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Pet Firework Phobias – What’s the Solution?

Firework season is here again. If you have a fearful pet, this is a challenging time. Seeing your pet suffering from severe anxiety and not knowing what to do is incredibly distressing. Thankfully, help is out there! It can take a little thinking outside the box, but with a bit of planning, you can make things a whole lot better for both of you. 

To create a plan to tackle firework fear head-on, you must start early and consider every option in your anti-anxiety toolbox. You’ll need to use multiple strategies simultaneously, as there isn’t one simple fix. Here are our top 5 anxiety-busting methods to consider: 

  1. Make changes to their environment

Fireworks produce several sensory triggers that can create a fear response. Loud sounds are the biggest issue for many pets. However, your pet will soon associate other sensory stimuli that induce the same response: flashes of light and smells in particular. Whatever you can do to increase your pet’s security and block out these cues will go a long way to alleviating their fears. Top suggestions include: 

  • Moving all small pets indoors and covering enclosures of pets that cannot be moved with blackout fabrics and soundproofing materials – ensure there is still plenty of ventilation, though. 
  • Keeping cats indoors after dark. Cats that are spooked by fireworks can get into all sorts of scrapes. 
  • Creating a den or safe space such as a covered crate with soft, warm bedding, clothing carrying your scent, favourite toys and treats. Include water, food, and a litter tray if you have a cat. 
  • Blocking out noise and lights with other sensory stimuli, such as thick curtains, overhead lighting, and the TV (which has the benefit of changing lights and sound).  

All these strategies should be started well in advance (maybe every 2-3 nights from early October) when there is no hint of a firework. That way, you reduce the chance of your pet coupling these changes to the prospect of fireworks, which might intensify their fear response. 

  1. Desensitising your pet

In simple terms, your dog can be trained to make more positive associations with a particular sensory stimulus. Eventually, they shouldn’t feel fearful when exposed to this sensory trigger. The secret is to follow a structured course, so you do not do too much too soon, undoing all your hard work. Sound therapy can be excellent, even in young dogs, before they show any signs of noise phobia. Many helpful online resources can guide you through the process but ensure you start your desensitisation training well before firework season – ideally, this wants to start in September, or even August, at the latest. 

  1. Keep your pet company

Pets feel safest with their human family nearby. If you can’t be home, find a friend familiar with your pet to hang out with them. Don’t fuss them any more than usual, or you may subconsciously deliver cues that something is up. Staying calm is crucial. If you are worried, they will know. There is compelling evidence that dogs and horses can detect fear chemicals in human sweat, affecting their behaviour. So, you need to practise your evening routine and focus on your inner Zen! Get the popcorn, stick a movie on, and pretend this is just another cosy night in.  

  1. Try calming products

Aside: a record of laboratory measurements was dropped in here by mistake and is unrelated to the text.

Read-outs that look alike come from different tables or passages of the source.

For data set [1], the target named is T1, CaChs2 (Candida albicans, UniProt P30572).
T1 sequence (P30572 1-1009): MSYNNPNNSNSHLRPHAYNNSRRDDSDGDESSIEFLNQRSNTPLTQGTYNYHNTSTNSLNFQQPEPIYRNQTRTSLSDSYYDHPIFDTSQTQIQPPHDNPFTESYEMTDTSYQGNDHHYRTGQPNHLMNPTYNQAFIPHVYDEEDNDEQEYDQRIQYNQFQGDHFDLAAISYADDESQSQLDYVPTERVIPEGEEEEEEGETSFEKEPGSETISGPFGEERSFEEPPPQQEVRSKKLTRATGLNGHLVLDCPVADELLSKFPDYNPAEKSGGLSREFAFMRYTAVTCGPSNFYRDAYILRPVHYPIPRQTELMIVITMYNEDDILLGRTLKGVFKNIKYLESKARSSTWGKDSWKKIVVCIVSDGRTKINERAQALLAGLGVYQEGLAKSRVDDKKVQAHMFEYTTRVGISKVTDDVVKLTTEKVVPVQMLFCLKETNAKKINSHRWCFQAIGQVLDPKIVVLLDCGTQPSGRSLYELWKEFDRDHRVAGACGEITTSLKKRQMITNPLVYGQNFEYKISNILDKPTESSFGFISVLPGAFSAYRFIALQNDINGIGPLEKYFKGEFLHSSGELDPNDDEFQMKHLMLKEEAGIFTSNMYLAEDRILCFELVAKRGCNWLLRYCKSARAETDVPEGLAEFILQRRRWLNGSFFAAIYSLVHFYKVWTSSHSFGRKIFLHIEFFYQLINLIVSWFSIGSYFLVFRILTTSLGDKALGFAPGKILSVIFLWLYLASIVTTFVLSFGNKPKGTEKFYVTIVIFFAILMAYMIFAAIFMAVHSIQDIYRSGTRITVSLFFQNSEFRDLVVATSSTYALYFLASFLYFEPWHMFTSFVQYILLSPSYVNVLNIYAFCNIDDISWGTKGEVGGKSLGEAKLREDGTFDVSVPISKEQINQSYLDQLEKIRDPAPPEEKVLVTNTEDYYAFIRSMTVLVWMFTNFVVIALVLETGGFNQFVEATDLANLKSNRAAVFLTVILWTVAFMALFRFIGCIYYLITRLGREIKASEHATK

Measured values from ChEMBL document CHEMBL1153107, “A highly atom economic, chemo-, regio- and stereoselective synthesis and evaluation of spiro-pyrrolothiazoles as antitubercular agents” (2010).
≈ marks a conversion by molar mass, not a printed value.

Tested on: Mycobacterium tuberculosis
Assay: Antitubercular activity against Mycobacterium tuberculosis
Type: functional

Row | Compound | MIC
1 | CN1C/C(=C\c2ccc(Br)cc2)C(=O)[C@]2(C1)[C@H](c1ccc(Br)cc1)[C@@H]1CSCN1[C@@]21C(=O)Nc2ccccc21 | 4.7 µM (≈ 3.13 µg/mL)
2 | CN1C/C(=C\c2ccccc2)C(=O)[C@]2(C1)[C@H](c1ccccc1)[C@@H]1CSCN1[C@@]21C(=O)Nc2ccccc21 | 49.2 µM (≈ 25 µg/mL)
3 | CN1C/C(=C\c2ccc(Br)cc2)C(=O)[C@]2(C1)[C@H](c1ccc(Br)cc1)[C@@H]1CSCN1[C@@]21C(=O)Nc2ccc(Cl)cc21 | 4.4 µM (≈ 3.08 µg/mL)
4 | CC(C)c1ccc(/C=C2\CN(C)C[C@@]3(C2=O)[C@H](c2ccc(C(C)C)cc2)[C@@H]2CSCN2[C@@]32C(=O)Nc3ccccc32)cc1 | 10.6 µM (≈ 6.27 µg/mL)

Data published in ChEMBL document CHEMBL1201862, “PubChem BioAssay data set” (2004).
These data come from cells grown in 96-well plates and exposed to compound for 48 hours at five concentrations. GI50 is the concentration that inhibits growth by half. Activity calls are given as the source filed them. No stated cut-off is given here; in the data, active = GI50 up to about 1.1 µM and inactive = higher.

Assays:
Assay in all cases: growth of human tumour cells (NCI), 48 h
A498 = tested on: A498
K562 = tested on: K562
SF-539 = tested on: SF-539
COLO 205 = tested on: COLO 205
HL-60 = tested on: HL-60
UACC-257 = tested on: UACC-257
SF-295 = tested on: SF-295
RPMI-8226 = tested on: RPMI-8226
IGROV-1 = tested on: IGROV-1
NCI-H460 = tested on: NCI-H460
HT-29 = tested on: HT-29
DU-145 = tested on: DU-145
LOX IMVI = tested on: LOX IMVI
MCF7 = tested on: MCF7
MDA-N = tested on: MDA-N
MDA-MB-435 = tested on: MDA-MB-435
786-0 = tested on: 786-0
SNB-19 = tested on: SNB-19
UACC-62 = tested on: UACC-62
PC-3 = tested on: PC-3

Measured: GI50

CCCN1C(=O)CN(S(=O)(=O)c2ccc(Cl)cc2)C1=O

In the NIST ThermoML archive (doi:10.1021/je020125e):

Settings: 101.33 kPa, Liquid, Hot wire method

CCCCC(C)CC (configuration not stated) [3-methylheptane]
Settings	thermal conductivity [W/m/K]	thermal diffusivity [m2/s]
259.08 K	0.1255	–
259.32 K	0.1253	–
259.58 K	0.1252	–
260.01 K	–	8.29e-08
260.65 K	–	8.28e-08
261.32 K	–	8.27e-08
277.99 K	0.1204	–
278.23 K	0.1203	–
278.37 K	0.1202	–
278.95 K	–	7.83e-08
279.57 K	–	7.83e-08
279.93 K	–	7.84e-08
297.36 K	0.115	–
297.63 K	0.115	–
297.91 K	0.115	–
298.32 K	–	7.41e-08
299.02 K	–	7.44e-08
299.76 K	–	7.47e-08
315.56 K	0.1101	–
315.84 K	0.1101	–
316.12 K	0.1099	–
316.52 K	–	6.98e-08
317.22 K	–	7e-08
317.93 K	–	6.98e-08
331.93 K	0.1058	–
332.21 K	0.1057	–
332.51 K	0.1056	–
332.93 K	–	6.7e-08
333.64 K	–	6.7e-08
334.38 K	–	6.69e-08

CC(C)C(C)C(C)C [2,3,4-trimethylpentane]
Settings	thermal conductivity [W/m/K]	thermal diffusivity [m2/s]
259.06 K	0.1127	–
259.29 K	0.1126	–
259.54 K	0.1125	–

A superb selection of calming products can support all the environmental changes you have made. Pheromone products such as Feliway and Adaptil  send soothing and reassuring messages to your cat or dog. These products have been shown to reduce signs of stress. They are available in many forms, including diffusers, sprays, collars and more. Other calming supplements, such as Zylkene and Nutracalm, may have a calming effect on some pets and can be valuable as part of a multi-pronged approach. Another exciting product is the Thundershirt. These snug-fitting jackets provide gentle, continuous pressure to your pet’s body, much like weighted blankets used by people with anxiety issues. When you try these products, it’s essential to follow instructions and start several weeks before they are needed.  

  1. Speak to your vet

Sometimes, it doesn’t matter what you do; your pet’s fear is so intense that you need additional help. If this is the case, you must speak to your vet as soon as possible. Several anti-anxiety medications can have a calming and sometimes mild sedative effect, providing significant relief to pets. The aim of these medications is not just to suppress anxiety coping behaviours but to help remove the anxiety itself. Therefore, these medications should be used alongside other measures to reduce your pet’s physical and psychological fear response. It is recommended that anti-anxiety drugs are trialled at a time when your pet is unlikely to encounter any stress. That way, you can be sure that your pet is receiving a suitable dose and that there are no undesirable side effects. 

Start planning today 

Don’t wait until firework night to put your plan in place. Sit down with the family and devise the best strategy for you and your pet. Be savvy and get together all the resources you need to make the festival season a success – check out our product range with free delivery to mainland UK for orders over £29. And check out what’s on the TV so that you have something fun to watch snuggled up on the sofa with your pet. 


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Landsberg, G.M., Beck, A., Lopez, A., Deniaud, M., Araujo, J.A., Milgram, N.W. (2015). Dog-appeasing pheromone collars reduce sound-induced fear and anxiety in beagle dogs: a placebo-controlled study. Veterinary Record 177(10), 260. Accessed 13 October 2022. 

Riemer, S. (2019). Not a one-way road-Severity, progression and prevention of firework fears in dogs. PLoS One. 14(9), e0218150. Accessed 13 October 2022.